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Juicing crop feedstock for ethanol - Page 2

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Posted by Curbie on April 16, 2010, 5:07 pm
 


Version two, cheaper and the benefit of mastication between the center
and rear roller, also there seems like the additional benefit of
adjusting the top bearings horizontally to simultaneously change the
gaps (pressures) between the center and both front and rear rollers,
one gap would narrow increasing the pressure, while simultaneously
increasing the other gap.

The notion being that the wider gap would be use for feeding the
feedstock between the front and center rollers, and the squished
output from the front would be further juiced between the narrower gap
between the center and rear roller.

I'm thinking that a grid of small holes drilled around each roller
would aid in both feeding and some mastication due to the opposing
directions and the center and rear roller

http://i825.photobucket.com/albums/zz177/Curbie_Pics/RollerJuicer02.jpg

Curbie


Posted by Jim Wilkins on April 16, 2010, 5:49 pm
 



Probably the easiest roller press to make and experiment with is the
classic olive press, with a roller running around in a tight circle.
The bed can have raised rims to keep liquid out of the bearings.
http://www.padfield.com/israel/Capernaum/images/olive-press-capernaum.jpg

Since the roller can turn at only one speed most of the grinding
surface is shearing as well as pressing. You can put a scraper
opposite the roller to bring material squished to the outside back
into the track. In its simplest form it is more suited to batch than
continuous production but it can be automated, like feed near the
center and let the crushed pulp fall off the outer edge.

The initial investment is a tiny fraction of that for calender rolls
and adjustable bearings, you could for instance make a prototype out
of a barbell weight and a used disk brake rotor.

Of course you would have to dice the stalks first, like slicing
carrots.

jsw

Posted by Curbie on April 16, 2010, 8:29 pm
 

Jim,

Calender rolls, I've only heard that term use with paper rolls (huge),
these rolls are currently designed at 4" Diameter x 12" Long, are we
thinking  in the same scale? The juicing is time sensitive, I'll have
a 5-7 day window (before flowering) to juice 1 acre of stalks so I
feel I'll be better off using a continuous hammer-mill and losing some
juice than any slower batch type process.

Finding a way to both continuously juice AND juice as completely as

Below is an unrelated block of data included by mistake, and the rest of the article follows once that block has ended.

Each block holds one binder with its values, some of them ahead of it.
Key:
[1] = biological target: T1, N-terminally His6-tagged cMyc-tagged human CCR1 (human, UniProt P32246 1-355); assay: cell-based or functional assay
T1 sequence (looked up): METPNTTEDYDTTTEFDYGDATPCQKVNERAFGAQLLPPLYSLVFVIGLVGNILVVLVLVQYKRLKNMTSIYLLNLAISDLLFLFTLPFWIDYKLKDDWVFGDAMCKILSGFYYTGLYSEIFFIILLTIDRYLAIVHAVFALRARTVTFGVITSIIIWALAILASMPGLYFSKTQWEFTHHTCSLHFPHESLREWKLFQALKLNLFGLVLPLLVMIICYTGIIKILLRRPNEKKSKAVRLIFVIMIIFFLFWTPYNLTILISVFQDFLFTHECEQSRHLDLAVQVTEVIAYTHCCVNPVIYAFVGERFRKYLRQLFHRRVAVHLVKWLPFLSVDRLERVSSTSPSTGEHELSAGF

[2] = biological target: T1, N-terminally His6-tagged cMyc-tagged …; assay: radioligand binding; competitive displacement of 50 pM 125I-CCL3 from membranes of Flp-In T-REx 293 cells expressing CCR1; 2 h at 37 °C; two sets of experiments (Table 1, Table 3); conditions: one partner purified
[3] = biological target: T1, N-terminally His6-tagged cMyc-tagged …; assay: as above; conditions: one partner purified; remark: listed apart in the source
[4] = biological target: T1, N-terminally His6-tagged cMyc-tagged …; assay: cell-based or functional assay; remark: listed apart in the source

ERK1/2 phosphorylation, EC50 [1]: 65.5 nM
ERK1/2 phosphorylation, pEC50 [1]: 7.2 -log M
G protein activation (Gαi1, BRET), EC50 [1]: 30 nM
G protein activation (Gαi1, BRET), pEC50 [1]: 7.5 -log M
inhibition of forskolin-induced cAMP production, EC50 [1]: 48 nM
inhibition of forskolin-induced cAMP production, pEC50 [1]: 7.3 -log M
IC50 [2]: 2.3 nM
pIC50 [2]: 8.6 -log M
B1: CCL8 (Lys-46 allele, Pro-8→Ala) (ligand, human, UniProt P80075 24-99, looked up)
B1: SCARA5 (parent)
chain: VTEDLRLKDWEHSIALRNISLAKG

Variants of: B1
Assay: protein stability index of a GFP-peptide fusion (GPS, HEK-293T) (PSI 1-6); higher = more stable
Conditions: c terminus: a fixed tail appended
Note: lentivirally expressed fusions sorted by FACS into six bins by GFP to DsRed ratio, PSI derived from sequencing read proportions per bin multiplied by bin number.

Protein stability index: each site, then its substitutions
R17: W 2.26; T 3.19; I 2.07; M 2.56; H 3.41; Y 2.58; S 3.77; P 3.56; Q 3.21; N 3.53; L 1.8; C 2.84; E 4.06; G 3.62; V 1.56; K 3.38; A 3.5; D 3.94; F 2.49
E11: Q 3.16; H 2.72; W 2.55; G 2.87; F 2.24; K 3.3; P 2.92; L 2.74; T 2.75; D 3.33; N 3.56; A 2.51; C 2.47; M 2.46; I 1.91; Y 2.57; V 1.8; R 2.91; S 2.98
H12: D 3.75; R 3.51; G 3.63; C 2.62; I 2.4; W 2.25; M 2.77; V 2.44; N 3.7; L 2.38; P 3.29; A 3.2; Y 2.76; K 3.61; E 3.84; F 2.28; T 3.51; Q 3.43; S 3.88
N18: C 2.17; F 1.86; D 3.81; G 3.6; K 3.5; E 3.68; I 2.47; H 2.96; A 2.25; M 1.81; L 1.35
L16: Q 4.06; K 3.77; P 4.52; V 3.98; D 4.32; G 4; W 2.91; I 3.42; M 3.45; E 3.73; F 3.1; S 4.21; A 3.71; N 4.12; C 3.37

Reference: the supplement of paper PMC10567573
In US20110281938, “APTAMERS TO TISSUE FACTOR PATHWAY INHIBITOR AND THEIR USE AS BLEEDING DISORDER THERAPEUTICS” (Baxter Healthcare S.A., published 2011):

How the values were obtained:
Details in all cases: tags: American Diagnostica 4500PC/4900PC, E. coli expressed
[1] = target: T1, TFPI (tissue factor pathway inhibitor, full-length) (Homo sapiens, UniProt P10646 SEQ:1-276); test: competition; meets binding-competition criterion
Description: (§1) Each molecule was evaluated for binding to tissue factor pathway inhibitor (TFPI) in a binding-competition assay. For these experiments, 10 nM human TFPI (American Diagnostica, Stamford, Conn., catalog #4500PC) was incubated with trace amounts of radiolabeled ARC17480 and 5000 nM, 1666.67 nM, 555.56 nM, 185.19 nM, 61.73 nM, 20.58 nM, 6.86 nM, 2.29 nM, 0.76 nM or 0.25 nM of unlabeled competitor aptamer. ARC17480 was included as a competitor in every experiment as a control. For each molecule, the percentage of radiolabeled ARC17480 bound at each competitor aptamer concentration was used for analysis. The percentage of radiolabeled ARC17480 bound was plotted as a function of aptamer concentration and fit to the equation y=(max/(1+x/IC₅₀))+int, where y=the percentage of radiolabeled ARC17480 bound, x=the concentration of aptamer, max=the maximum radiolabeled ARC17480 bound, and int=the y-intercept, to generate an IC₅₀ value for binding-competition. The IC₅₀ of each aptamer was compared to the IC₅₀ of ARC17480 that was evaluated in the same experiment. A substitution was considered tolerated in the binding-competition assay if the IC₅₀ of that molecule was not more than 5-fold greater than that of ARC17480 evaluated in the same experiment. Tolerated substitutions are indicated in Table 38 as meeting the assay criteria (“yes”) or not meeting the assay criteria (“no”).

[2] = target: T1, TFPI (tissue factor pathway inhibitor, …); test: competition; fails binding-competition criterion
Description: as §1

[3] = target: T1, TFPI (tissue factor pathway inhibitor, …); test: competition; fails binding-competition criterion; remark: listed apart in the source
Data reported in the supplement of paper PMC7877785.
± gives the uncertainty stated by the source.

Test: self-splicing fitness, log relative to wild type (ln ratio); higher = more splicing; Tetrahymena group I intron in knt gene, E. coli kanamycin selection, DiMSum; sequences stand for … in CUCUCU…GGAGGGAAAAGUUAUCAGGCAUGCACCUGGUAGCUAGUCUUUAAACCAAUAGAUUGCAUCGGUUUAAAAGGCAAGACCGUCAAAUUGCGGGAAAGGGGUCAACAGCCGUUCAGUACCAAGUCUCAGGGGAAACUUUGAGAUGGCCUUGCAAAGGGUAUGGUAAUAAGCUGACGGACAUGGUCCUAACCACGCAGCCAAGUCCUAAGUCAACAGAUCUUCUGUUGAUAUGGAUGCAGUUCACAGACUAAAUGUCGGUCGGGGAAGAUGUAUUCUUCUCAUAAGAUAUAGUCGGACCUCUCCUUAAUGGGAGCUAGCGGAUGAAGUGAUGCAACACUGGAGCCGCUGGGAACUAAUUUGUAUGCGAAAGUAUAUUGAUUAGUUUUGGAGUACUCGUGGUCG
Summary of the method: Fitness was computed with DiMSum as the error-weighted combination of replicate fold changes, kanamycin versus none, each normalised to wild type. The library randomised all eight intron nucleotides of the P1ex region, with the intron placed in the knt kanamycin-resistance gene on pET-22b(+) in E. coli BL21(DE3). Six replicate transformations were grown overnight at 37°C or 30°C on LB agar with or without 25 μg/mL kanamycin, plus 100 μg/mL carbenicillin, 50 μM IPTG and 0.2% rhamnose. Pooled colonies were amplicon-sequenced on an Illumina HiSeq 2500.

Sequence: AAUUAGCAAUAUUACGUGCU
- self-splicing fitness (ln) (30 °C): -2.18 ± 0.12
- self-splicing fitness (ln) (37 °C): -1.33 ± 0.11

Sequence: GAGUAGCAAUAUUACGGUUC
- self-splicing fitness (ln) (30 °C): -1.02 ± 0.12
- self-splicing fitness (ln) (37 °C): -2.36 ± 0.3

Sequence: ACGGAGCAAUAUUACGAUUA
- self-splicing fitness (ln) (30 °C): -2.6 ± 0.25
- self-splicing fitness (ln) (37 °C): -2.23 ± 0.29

possible is my goal, so far I think the roller type will juice better,
but the hammer-mill has DIY appeal and could be used with tubers also.
I don't know, maybe a hammer-mill and a separate pulp wringer.

Thanks, I'm thinking this juicing idea needs more reseach.

Curbie


Posted by Jim Wilkins on April 17, 2010, 2:29 pm
 


That's why I've suggested small-scale batch prototypes before you
commit to building an expensive continuous processor. In a batch
process you can isolate the various steps to measure their performance
and then optimize each step separately.

Perhaps you could obtain a small supply of stalks and refrigerate them
while you experiment. How similar are rhubarb or celery?

jsw

Posted by Curbie on April 18, 2010, 4:52 am
 

Jim,

Good advise, as usual.


I was thinking there was already a lot of testing done on small-scale
batch prototypes; vegetable juicers for home made beverage juice. So I
was hoping to piggy-back on their work and went to the juicer review
sites for info and google patents for designs.


I was thinking I could plant a small area, JA are kind like a weed and
it will take a few years to get settled in a new home anyway, so it
seems like I can start a small patch for testing and by the time I'm
ready to starting process testing, then production testing, and
eventually ramp-up for production, they will have grown in to fill the
needs.


They are part of the sunflower family with many small flowers per
stalk, instead of one big one.

I went to a BBQ at a friends house today and was talking with him
about my plans and options and told him about the different type of
beverage juicers and the roller juicer idea I got from you and z, also
how well a sheet-metal roller had "juiced" a finger-tip as a kid, and
he told me a story of taking his family to a Sugar-Cain plantation
while on vacation, they we're using a three roller press similar to my
design as he described it. I will search the web tomorrow to see if I
can the some pictures.

Curbie


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